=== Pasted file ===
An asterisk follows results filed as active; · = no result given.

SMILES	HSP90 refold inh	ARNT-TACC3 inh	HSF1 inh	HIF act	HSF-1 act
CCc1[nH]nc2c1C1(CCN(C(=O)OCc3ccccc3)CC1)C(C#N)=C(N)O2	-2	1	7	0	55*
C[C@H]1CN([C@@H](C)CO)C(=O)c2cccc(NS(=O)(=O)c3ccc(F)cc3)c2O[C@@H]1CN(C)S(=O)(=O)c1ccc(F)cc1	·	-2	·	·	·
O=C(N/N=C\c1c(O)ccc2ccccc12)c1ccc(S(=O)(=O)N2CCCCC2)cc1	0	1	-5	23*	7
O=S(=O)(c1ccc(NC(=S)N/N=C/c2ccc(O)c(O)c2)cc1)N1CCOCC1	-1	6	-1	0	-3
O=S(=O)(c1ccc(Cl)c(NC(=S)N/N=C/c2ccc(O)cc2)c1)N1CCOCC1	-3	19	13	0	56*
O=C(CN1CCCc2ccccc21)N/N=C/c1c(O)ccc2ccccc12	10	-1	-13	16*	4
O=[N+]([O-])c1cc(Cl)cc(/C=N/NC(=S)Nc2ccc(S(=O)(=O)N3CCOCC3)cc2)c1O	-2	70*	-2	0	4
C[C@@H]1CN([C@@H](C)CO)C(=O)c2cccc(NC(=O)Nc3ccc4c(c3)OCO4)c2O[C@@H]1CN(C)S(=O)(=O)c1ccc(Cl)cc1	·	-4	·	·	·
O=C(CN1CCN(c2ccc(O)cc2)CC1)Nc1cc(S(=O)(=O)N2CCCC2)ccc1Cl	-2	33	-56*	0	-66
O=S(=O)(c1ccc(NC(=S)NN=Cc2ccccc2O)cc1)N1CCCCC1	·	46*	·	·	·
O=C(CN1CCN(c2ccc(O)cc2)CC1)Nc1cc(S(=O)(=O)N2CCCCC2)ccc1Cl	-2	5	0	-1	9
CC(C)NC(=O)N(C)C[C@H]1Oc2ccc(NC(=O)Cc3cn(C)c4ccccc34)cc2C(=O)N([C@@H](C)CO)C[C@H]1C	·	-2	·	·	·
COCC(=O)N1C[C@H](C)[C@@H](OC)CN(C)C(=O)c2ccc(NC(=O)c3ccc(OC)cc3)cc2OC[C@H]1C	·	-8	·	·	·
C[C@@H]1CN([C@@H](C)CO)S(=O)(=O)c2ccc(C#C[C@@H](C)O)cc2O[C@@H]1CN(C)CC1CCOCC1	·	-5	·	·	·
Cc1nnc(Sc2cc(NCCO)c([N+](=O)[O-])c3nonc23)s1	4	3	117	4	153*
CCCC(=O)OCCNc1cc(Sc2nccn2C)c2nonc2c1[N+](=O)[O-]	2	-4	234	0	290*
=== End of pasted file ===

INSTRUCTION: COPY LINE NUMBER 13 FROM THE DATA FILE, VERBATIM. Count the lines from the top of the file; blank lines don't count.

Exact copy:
O=C(CN1CCN(c2ccc(O)cc2)CC1)Nc1cc(S(=O)(=O)N2CCCCC2)ccc1Cl	-2	5	0	-1	9